As part of an ongoing work effort from the arborist teams, the crabapple collection has slowly come back to life as a collection. A joyous moment for any arborist is when you can truly see the difference or change in the tree. It brings a sense of wonder and excitement to know the tree will be changed for the better. It has truly been an honor to be able to help with this team effort.
A prime example of the effort and care placed within this project can be seen in the unveiling of this Cornus Mas (1976), which not a crabapple but still in the collection. Cornus Mas is commonly called a Cornelian Cherry or sometimes also known as the “Golden Glory”. It has a rich history in ancient Greek societies as the wood for spears and arrows have found the wood to be superior. Today, in other countries in Southern Europe and Southwestern Asia, the fruits are distilled for vodka, eaten raw or brined, and the seeds are substituted as coffee. It was a true privilege to showcase this tree and reflect its deep cultural heritage.
To clear away the undergrowth, I had to use a weed whip, brush cutter, and chainsaw to get though the mass of it. It was densely covered with weed overgrowth and barely visible. There were even well-developed volunteer Elm and English Oak within the mix. You could truly feel the tree take a breath once everything was cleared away. Afterwards, I went to work clearing out sucker growths, competing limbs, and dead limbs while giving a much-needed canopy lift. I felt such pride subsequently from the amount of change in the tree itself. It is not often that I can see how much change has occurred and this was truly a moment for myself. It was a challenge for my pruning skills and arboriculture skills to make this work.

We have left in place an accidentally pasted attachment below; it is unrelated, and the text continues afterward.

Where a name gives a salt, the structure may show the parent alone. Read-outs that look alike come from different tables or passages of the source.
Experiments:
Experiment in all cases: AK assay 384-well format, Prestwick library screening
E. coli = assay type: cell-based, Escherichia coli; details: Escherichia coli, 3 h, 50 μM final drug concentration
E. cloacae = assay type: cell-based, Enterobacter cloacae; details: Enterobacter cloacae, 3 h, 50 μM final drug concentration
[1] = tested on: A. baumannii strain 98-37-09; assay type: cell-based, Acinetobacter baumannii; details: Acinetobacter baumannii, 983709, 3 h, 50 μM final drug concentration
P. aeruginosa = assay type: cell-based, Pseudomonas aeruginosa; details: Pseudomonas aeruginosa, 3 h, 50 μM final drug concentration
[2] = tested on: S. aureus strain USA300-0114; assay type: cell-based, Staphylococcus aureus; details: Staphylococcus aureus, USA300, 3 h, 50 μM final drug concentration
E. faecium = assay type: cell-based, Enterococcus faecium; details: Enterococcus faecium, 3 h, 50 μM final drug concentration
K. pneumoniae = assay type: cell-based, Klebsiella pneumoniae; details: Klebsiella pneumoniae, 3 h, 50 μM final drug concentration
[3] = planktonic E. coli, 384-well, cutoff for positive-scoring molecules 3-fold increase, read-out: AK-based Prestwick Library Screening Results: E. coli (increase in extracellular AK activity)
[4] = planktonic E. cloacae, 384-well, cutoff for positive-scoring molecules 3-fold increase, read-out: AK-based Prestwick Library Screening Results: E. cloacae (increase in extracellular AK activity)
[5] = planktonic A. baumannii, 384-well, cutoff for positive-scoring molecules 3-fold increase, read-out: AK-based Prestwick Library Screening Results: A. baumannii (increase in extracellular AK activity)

The best part was making the property value for this groundhog’s home go up and providing some much-desired landscaping. Next time you are in the Crabapple Corridor, as I like to call it, check out the great work being done continuously by the arborist team and come see the opened-up Cornus Mas.
Assistant Climbing Arborist
Finley has been with HF&G since April 2023. She comes with 3 years of tree work experience in a variety of types, from city tree work and production-based work. As an Assistance Climbing Arborist, Finley is responsible for the maintenance and care for all accessioned tree specimens across the three campuses and 3,600 acres, alongside the arborist team. The work is ever-changing and challenging, both aspects she enjoys in the job. Her favorite task is climbing so look for her leaping from tree to tree. Finley’s passion for arboriculture started after her first visit to Holden prior to the pursuit of tree work. It was the beauty and awe-inspiring landscape that sparked the fire. Being employed here has been a full circle dream come true.